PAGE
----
By their very nature they make us wonder what they’re up to. Secret societies, I mean. That’s part of their appeal. Those on the outside speculate and usually the ideas swirl around mysterious rights and probably sex and money. Leigh Bardugo takes it in a different direction in Ninth House. Since I try not to read reviews before getting into a book, I wasn’t aware of the premise that the secret societies of Yale University were the nine houses referred to in the title. Bardugo’s imagination takes the route of suggesting that they all specialize in different kinds of magic. That makes this kind of a fantasy horror novel because the protagonist, Galaxy Stern (“stern” is, of course, German for “star”), can see ghosts. And some of the professors aren’t who you think they are.
Somewhat gritty, Alex (Galaxy) isn’t exactly college material, let alone Yale. She’s a recovering drug runner who has a past that would keep her out of most universities, particularly those of the Ivy League. Still, she’s invited to Yale and she has some personal motivations, not necessarily academic, to accept. She’s brought there by the ninth house, Lethe, because of her ability to see ghosts. As portrayed in the novel Lethe is the secret society that makes sure the others don’t go beyond their bounds, the police, if you will. Each society specializes in a specific kind of magic and it uses it to help its members benefit in school and career. That’s why the university is so well funded. It paints a compelling image of New Haven and it manages to capture the mystery many of us felt about attending college in the first place.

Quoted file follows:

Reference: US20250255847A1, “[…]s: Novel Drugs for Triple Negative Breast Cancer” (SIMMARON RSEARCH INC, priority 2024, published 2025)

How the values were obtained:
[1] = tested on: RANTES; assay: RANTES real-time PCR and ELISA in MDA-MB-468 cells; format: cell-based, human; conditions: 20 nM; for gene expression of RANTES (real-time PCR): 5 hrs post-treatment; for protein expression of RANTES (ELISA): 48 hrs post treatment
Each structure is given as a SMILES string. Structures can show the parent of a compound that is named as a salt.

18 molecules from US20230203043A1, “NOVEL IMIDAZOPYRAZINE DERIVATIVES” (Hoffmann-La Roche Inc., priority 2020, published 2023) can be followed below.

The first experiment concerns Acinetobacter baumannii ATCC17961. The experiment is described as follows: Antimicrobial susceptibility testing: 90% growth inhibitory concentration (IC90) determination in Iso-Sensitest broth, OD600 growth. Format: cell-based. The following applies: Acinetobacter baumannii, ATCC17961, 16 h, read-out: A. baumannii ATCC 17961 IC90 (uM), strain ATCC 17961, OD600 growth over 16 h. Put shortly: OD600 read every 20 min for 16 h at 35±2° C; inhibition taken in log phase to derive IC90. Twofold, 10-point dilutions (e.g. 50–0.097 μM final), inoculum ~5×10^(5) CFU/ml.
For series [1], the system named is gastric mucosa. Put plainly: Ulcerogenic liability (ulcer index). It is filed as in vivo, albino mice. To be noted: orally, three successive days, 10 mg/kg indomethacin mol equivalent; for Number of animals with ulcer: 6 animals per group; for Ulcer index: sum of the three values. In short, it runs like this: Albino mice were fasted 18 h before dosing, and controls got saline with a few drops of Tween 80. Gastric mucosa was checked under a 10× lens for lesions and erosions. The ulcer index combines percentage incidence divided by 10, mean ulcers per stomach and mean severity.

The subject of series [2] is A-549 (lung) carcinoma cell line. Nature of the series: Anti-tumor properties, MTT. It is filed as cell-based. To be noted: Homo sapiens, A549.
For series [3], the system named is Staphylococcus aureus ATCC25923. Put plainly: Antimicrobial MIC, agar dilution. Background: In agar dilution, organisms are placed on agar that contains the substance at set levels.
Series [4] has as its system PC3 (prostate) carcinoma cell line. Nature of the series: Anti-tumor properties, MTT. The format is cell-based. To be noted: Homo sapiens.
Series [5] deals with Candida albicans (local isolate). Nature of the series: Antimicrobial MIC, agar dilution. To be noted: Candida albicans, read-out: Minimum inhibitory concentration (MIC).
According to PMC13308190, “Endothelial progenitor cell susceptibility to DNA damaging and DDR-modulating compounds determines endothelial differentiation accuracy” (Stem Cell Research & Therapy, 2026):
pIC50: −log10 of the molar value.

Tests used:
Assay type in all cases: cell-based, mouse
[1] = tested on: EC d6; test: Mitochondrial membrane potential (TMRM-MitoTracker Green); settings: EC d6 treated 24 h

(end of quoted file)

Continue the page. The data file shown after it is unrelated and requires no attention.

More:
Yale is one of the two Ivy League campuses I’ve never been on (the other is Dartmouth). Even so, Bardugo writes in a way that makes you feel as if you’ve been there. The story is a page-turner that goes quickly for its size. Alex, who is a novice in Lethe, spends the novel trying to find her mentor, Darlington, who’s been missing since some bad magic got him. There are many unexpected twists along the way. Although I don’t know much about Bardugo’s past, it seems likely that she knows some people in the drug culture. Maybe she’s even seen some ghosts. All of this combines to make a magical read that should appeal to Neil Gaiman fans as well as those of Stephen King. And, of course, those who like to speculate about secret societies.
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